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Lake Oswego city council revives concept of bike path on old trolleyway

Posted by on January 22nd, 2015 at 3:48 pm

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New attention, old idea.

Three years after Lake Oswego pulled out of a plan to upgrade its little-used riverside trolley line into a high-speed streetcar, the idea of turning the tracks into a biking-walking path is back in discussion.

This time, the idea is being driven by recently reelected Lake Oswego City Council member Jeff Gudman, who embraced the idea after hearing about it repeatedly from Lake Oswego residents during his campaigns.

“As I was doing my door to door, any number of people would say to me that they really like the idea,” Gudman said in an interview Thursday. “Some wanted streetcar, bike and ped. Others wanted just bike and ped.”

As the Oregonian’s editorial board reported Thursday, this week Gudman won his colleagues’ approval for a study of the legal issues surrounding a riverside trail.

“I brought it up again this year and there was the support to get a memorandum from our city attorney going over all the challenges and the opportunities that are associated with it and we would go from there,” Gudman said.

The longstanding obstacle to a biking-walking path is that when a consortium of local governments bought the old trolley line in hopes of one day reviving it as a streetcar, they received only the right to use it as rail. On some of the properties, if the land is used for any other purpose, it’d revert to the adjacent landowner.

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But Gudman said that in some of those cases, the path could simply divert onto a nearby neighborhood street, then rejoin the riverside.

“If you already have a street there and it’s merely a matter of putting down bike lane markings … that seems to me to be a pretty good solution,” Gudman said. “Think about the opportunity to have a bike-ped connection with downtown Portland all the way along the Willamette River, all the way to Oregon City. … What a magnificent addition to our cities.”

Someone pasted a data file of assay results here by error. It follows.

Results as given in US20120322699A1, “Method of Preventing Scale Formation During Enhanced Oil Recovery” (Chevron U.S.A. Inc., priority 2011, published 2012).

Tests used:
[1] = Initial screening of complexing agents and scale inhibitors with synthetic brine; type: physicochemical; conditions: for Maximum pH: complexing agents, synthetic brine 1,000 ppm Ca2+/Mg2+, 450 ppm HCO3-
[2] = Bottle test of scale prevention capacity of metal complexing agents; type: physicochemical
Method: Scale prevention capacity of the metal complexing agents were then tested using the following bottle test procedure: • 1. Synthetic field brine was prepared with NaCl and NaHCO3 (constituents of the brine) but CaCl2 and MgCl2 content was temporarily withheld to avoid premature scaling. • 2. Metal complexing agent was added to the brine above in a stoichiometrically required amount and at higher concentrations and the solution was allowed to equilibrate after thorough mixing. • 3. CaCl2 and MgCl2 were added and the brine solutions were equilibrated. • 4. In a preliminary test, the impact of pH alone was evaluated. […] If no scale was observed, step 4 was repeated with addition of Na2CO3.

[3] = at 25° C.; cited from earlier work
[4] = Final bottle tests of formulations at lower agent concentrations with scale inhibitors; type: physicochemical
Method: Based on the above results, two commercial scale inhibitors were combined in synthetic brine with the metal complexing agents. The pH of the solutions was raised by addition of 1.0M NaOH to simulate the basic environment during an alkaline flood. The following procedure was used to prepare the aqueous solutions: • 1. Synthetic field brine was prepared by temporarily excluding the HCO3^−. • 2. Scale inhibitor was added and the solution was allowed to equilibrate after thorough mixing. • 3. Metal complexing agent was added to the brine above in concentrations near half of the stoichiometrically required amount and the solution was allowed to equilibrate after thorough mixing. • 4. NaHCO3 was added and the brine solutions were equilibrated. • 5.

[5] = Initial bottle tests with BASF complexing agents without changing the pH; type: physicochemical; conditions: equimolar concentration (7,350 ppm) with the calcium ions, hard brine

It’s also worth noting that today’s Oregonian coverage came from the editorial page, which rarely seems to spare a good word about bicycling. It was illustrated with photos of the old tracks credited to Erik Lukens, the newspaper’s conservative editorial writer, who mentioned in the comments that he’s a Lake Oswego resident.

“It may not happen in my lifetime,” Gudman said. “But I’d like to see us going down that path.”

NOTE: This story was initially published with a different lead graphic.

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Anne Hawley
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Anne Hawley

“Think about the opportunity to have a bike-ped connection with downtown Portland all the way along the Willamette River, all the way to Oregon City. … What a magnificent addition to our cities.”

It would be! And if the cities surrounding Portland are stepping up their active transportation game this way, maybe it will encourage Portland to start moving forward again.

MNBikeLuv
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MNBikeLuv

Awesome news!

While rails-to-trails isn’t thought of as being an intra-urban thing, it can be. Here is an example: http://www.minneapolis.org/sites/default/files/u7/pdfs/Mpls-Trails.pdf

Many of those trails where railroad tracks at one time. Some of them, like the Luce LIne, extend far into rural MN. Its possible to go from Nicollet Mall to Cosmo, some 70 miles away. (You could even hop off at Theodore-Wirth and get some urban singletrack riding in!)

While you still need on-street lanes and biking, these type of rails-to-trails or road-to-greenway projects can add tons of longer connectivity between urban centers and suburbs. Its a great thing to pursue Portland!

t
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t

Oh, that would be so wonderful! I’m writing to the whole board right now to encourage this. Hopefully it doesn’t take a lifetime to come to pass!

joebobpdx
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joebobpdx